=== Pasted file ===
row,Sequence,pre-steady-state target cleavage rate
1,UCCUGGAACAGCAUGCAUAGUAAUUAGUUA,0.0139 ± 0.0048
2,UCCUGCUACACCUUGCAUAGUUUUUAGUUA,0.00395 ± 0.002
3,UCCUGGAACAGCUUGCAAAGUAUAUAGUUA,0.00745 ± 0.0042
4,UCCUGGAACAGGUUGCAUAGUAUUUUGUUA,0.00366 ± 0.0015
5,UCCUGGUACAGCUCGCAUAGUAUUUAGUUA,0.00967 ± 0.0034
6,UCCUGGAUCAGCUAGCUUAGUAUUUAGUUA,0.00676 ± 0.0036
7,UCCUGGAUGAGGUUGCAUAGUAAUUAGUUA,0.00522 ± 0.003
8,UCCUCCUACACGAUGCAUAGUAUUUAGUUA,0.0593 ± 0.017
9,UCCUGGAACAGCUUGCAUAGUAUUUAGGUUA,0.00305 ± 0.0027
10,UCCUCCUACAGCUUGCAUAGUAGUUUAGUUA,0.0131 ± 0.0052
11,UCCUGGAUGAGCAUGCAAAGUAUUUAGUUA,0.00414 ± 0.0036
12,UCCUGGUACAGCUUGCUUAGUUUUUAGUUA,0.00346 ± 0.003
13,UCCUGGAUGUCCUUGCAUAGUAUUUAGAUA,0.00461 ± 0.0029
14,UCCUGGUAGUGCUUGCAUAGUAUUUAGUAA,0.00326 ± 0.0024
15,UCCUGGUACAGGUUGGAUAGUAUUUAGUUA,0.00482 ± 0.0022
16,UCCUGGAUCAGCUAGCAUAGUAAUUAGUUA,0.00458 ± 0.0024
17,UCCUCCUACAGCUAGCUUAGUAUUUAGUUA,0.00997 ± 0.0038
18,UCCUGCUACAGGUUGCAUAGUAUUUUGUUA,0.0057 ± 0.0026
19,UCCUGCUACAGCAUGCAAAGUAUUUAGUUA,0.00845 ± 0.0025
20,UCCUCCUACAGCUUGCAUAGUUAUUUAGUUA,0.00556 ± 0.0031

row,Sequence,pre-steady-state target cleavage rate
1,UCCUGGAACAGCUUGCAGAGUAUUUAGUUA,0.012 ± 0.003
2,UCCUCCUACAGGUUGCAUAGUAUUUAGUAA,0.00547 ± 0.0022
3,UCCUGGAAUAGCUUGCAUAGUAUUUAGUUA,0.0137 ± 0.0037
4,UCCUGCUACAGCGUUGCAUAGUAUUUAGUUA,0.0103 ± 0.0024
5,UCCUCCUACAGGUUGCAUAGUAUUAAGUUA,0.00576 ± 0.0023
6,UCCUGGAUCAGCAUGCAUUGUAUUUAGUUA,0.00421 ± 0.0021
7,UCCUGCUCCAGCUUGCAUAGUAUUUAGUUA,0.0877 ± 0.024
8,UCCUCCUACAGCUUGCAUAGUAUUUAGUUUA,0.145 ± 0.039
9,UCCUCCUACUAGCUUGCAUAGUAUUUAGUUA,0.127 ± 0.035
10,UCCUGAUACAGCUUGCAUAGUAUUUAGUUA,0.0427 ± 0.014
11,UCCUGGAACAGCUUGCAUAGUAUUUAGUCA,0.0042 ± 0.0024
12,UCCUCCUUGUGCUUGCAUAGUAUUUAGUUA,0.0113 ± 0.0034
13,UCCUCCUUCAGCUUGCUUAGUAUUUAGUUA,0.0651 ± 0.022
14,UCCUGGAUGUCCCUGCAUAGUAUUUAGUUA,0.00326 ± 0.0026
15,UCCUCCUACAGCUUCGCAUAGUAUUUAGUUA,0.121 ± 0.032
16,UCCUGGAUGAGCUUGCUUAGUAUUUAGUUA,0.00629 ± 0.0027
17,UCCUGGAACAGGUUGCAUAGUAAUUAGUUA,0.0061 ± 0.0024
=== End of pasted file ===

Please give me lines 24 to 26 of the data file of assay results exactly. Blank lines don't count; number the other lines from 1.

2,UCCUCCUACAGGUUGCAUAGUAUUUAGUAA,0.00547 ± 0.0022
3,UCCUGGAAUAGCUUGCAUAGUAUUUAGUUA,0.0137 ± 0.0037
4,UCCUGCUACAGCGUUGCAUAGUAUUUAGUUA,0.0103 ± 0.0024